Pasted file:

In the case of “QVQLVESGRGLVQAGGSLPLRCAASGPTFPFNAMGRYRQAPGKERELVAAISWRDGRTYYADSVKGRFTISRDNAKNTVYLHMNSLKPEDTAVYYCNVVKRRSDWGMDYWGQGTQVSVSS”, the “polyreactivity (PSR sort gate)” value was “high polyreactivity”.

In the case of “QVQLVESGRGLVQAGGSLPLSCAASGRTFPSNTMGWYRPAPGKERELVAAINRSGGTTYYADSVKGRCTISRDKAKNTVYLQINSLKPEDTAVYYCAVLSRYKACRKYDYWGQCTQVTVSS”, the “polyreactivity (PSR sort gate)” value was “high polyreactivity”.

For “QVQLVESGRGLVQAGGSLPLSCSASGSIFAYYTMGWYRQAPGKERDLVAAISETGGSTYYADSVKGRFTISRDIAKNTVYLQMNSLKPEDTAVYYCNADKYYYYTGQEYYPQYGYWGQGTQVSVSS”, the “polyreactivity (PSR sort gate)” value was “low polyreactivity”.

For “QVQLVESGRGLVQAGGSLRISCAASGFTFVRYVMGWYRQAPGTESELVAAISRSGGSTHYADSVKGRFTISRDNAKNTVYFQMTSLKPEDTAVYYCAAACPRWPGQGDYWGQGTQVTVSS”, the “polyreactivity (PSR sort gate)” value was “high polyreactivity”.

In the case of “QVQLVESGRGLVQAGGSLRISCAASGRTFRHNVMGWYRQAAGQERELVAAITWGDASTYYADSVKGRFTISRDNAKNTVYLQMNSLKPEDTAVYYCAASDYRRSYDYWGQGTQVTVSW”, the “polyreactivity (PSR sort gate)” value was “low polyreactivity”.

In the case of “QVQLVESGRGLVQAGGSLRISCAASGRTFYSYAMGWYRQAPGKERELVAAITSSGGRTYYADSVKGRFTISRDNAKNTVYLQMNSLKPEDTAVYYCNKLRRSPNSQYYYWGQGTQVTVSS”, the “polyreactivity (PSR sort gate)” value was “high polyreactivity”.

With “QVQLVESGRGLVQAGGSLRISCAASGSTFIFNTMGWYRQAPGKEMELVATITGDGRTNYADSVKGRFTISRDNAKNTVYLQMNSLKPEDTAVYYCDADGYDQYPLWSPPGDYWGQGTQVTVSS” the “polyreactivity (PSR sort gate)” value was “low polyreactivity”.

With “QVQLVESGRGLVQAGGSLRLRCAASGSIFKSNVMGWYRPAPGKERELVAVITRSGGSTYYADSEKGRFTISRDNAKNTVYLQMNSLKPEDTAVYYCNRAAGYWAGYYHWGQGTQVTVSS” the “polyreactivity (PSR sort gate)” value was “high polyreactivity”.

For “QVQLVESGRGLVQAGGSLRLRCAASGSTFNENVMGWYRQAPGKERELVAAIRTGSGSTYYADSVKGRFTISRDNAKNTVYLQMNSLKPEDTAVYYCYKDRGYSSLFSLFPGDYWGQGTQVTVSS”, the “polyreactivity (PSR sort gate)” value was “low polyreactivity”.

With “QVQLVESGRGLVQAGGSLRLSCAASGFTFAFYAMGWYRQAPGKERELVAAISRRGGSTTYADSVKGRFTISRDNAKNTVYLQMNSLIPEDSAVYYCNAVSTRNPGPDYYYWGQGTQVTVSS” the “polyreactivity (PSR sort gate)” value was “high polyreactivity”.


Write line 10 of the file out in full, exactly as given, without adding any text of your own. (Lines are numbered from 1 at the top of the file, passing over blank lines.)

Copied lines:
With “QVQLVESGRGLVQAGGSLRLSCAASGFTFAFYAMGWYRQAPGKERELVAAISRRGGSTTYADSVKGRFTISRDNAKNTVYLQMNSLIPEDSAVYYCNAVSTRNPGPDYYYWGQGTQVTVSS” the “polyreactivity (PSR sort gate)” value was “high polyreactivity”.